Inside Track by Peter Martin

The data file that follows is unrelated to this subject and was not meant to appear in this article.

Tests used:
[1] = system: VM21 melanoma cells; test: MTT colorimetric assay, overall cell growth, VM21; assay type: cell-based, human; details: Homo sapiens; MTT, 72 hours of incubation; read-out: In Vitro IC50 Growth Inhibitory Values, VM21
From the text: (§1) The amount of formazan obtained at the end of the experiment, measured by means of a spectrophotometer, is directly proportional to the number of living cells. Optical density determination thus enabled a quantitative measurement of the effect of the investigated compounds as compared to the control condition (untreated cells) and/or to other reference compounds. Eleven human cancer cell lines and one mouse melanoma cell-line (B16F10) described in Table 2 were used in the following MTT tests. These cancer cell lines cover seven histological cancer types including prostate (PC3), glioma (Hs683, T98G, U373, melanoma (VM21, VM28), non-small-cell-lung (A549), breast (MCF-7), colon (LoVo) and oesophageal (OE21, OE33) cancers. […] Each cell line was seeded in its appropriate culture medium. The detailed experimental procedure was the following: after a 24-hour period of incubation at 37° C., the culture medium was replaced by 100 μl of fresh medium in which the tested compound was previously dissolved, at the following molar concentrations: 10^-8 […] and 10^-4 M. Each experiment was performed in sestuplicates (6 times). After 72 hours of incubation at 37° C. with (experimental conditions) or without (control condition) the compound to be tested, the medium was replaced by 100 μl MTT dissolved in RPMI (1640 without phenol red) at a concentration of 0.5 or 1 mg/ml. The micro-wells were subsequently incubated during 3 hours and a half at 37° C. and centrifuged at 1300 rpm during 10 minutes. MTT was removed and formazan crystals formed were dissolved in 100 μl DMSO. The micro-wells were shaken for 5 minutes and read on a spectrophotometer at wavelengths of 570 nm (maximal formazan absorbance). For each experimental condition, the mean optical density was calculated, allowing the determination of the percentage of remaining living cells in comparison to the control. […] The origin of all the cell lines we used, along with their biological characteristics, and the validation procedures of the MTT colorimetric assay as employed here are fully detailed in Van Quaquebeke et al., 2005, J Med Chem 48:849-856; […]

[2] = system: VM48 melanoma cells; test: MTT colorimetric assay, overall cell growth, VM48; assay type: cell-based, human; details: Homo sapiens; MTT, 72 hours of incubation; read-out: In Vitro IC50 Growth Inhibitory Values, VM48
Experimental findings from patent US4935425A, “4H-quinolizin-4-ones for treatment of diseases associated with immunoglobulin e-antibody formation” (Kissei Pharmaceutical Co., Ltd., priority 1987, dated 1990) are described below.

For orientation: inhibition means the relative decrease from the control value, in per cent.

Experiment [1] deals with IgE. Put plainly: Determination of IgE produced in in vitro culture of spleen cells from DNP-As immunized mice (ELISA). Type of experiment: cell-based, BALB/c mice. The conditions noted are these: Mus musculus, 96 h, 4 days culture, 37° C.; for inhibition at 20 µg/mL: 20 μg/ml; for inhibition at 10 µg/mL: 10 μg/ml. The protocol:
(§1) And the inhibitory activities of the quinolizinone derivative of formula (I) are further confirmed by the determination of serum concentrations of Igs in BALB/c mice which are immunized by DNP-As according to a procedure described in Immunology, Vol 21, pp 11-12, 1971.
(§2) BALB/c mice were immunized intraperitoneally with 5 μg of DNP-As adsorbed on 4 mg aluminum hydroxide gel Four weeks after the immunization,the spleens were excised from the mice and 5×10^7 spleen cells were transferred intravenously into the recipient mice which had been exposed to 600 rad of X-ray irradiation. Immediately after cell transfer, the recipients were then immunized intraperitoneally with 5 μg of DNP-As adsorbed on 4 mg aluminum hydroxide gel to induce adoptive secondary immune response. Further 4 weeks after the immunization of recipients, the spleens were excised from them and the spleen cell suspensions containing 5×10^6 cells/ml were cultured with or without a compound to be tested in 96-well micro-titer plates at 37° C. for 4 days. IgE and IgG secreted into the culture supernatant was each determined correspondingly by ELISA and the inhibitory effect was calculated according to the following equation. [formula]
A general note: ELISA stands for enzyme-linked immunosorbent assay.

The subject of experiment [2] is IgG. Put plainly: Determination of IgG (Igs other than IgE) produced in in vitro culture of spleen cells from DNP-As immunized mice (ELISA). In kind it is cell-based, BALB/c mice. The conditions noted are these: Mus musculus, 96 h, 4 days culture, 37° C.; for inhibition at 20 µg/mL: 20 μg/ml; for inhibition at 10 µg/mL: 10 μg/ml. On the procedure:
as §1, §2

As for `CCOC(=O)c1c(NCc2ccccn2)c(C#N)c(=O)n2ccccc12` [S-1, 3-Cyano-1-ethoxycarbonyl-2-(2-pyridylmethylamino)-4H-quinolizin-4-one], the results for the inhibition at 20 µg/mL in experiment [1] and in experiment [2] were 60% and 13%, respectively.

Last week we saw masterful TV and radio performances from Greene King boss Rooney Anand, being confident, positive and progressive about the future for not just his company but for the pub market as a whole. But the industry is still walking a PR tightrope – and one that the restaurant market has already wobbled on. Remember tipping and all the fuss over whether certain restaurant chains were passing all customer gratuities onto their staff or using some to top up the minimum wage? It didn’t make great headlines for the companies involved or the market as a whole. Whether anyone actually thought twice about applying for a job or leaving a tip next time round is not researched, but it can’t have helped. And so to the smouldering embers of the smoking debate. It would have been surprising if the anniversary of the smoking ban in England hadn’t been marked in some way by the pub industry, but a survey that showed that almost three-quarters of pub landlords still wanted to reverse the ban was not perhaps the positive, progressive image that sector leaders might have hoped for. While at a corporate level, operators have moved on, grassroots licences patently haven’t. For an internal market audience, this finding is valuable evidence. A lot of pubs are still hurting, or at least are still in transition, not yet attracting new customers to make up for a drop-off in their cigarette-puffing regulars. But the item made it to BBC News: “Pubs 'want to overturn' smoke ban” was the BBC website headline. What is the public to make of it? The ban on smoking may actually go down as one of this Labour government’s most popular pieces of legislation. The vast majority of the public back it, most pub-goers welcome it too and the health dividends are already being felt with as many as 400,000 people kicking the habit in the last year. And then we have pub landlords apparently living up to their old grumpy and reactionary stereotype. Well, that’s how many will see it. Pubs have a tough enough time as it is. This is hardly the image of an enlightened business wanting to open its doors to a wider market. The fact that another widely-publicised survey showed that 40% of pub goers are smokers, compared to around 22% of the population as a whole, simply demonstrates that pubs still have a way to go in being attractive to a representative cross-section of the community. It’s a tricky business getting the right message to the right people in the right way. The industry image needs carefully looking after, especially in current times. What the public might think should always be front of mind. So let’s have more of the likes of Rooney Anand. Peter Martin is co-founder of M&C Report and founder of Peach Factory